In a world where we are now facing a rise of suspect food shortages, natural disasters, and any other kind of apocalyptic disaster, you’ll be relieved to know that just about anything you’ll need for your survival — at least for an intermittent period of time — can be found at your local dollar store.
Kinda nervous to buy my emergency supplies from the dollar store. Just saying 🤷🏻♂️ https://t.co/E7J46qBzhI— John (@john37724782) July 29, 2021
While many people believe rescue efforts after hurricanes, tornadoes, forest fires, and floods come only from FEMA and the Red Cross who seemingly ship truckloads of emergency supplies to disaster areas, many times a large part of these rescue efforts are led by churches and individuals citizens. Volunteer groups like the Red Neck Navy, Citizens Assisting Citizens, and even individuals acting alone bring their own food and supplies and typically arrive days before any of the more “official” relief agencies can mobilize. Most of the supplies they bring come from places like Dollar Tree, Dollar General, and Family Dollar.
People are aware that these stores stock low-cost and easy-to-prepare foods that don’t need operational kitchens to prepare food, and that they would provide necessary nourishment to people that have been uprooted from burned-out or flooded homes. Many times, these volunteers’ emergency supplies were the only thing survivors had to eat for days.
Many of us have been working toward better preparedness in the face of looming food shortages and rising inflation, which has led to empty shelves across the country, and with the price of gas, so many people are faced with making the choice between painful gas prices or being gouged at the drug store or supermarket. Some people actually believe “why worry, the government will take care of us.” The sentiment that it is too expensive to prepare is understandable, but shopping for these life-saving supplies doesn’t have to be. Believe it or not, you can purchase a week’s worth of emergency supplies at any dollar store for under $25 as most items can still be purchased for $1 apiece.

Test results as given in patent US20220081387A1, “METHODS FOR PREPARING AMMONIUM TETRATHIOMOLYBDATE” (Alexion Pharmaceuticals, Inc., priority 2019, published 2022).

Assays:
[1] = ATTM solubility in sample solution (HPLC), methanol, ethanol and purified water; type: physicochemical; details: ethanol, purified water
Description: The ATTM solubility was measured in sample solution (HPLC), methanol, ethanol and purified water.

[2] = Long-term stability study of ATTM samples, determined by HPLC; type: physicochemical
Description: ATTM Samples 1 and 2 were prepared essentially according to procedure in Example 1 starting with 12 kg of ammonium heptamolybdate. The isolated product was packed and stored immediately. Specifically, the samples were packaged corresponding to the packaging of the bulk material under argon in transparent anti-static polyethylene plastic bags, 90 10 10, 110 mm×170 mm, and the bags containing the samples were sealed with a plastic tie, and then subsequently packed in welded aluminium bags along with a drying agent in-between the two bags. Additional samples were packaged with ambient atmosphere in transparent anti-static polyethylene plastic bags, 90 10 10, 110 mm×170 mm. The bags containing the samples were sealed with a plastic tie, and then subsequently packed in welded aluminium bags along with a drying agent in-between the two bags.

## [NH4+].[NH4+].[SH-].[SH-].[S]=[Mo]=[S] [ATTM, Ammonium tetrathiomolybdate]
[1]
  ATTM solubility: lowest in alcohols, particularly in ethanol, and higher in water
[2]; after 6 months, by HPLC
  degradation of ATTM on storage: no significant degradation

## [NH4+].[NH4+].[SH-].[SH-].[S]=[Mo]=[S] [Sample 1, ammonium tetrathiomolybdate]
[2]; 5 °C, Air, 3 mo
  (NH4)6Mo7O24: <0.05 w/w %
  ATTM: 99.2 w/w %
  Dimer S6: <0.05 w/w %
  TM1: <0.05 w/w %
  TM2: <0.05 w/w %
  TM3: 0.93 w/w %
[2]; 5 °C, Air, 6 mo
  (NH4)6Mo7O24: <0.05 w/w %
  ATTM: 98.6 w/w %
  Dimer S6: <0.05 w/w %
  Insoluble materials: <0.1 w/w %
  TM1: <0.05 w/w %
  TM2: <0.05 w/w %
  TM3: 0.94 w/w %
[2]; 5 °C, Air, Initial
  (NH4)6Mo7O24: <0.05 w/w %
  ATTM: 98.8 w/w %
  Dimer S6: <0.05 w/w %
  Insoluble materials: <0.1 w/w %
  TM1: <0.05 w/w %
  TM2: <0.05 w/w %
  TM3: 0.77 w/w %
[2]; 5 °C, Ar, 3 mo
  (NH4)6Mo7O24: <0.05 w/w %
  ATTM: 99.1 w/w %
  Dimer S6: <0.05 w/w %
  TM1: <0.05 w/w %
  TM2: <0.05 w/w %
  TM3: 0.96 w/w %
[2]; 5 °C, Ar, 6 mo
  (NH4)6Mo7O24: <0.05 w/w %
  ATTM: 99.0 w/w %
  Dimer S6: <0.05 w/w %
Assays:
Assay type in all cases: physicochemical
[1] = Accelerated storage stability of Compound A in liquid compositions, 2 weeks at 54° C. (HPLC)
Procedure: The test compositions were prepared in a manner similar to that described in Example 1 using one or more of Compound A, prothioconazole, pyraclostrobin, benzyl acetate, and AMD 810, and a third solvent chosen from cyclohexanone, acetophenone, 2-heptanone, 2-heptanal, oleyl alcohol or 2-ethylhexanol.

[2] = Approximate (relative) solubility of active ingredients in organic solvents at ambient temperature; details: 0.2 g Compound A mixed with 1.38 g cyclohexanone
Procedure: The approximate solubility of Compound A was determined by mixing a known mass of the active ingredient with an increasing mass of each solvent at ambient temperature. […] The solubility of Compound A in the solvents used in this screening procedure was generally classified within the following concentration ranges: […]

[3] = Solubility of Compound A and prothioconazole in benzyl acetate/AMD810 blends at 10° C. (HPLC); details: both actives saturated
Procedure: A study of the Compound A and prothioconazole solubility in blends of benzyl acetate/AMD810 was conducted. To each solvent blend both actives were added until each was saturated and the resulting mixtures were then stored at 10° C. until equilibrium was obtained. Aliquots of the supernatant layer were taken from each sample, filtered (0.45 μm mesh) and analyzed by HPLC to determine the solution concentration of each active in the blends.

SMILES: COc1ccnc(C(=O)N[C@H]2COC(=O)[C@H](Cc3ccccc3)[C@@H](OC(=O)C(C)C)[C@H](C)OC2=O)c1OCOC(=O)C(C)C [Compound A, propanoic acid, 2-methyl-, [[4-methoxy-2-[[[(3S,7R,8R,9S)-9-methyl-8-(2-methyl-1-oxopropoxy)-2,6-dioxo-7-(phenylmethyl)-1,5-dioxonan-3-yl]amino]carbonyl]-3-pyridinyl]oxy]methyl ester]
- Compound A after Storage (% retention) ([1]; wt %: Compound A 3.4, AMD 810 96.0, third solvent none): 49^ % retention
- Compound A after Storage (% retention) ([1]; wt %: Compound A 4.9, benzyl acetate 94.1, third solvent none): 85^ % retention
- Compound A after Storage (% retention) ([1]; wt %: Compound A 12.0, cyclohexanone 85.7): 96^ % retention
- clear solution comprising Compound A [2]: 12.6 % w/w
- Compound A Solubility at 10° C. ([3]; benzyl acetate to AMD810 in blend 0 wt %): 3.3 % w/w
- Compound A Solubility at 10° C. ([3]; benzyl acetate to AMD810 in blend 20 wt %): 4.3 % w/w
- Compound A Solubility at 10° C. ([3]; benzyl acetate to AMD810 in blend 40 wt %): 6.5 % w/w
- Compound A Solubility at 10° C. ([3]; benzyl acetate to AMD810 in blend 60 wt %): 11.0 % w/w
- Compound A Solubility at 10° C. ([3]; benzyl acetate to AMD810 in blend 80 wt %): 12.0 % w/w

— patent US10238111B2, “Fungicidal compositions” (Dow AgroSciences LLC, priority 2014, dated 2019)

In addition to costing only a dollar each, these items come in metal cans which will have longer shelf lives and a very low contamination risk from flood water, rodent droppings, or insect damage. Most of them also come in an easy-to-open pull-top can, are precooked, and require no refrigeration, cooking, or pots and pans to prepare.
In addition to this being a low-cost solution for food preparedness for you and your family, it is also a good way to help others who might not be able to prepare food for themselves. Quite often you will find that communities like yours may already have systems in place to organize rescue efforts that will help people who may not be able to help themselves in the event of a disaster.
No matter how much emergency food you have or where you obtain it from, you must have a supply of clean water to drink, and if you are on a tight budget this can be done for free. The best way to plan for this is to have one gallon per person, per day of survival. Clean and fill 2-liter soda bottles with tap water. The bottled water that we purchase in bulk from the grocery store when a major storm is in the forecast is sold in thin, weak plastic gallon jugs which are not designed for long-term storage and will eventually leak, or as you have already witnessed, bend and crush easily.
You may want to remember to also stock up on garbage bags, cleaning supplies, napkins, paper plates, paper cups, toothbrushes (for more than brushing teeth), bandages, alcohol, and peroxide. Again, all these and so much more can be purchased for $1. You can also purchase sugar, salt, pepper, and other spice products if you think you may need them.
I’ve already started a pantry supply of canned goods, but still have a long way to go in emergency preparedness, so I will be making some trips to my local dollar stores in the very near future.
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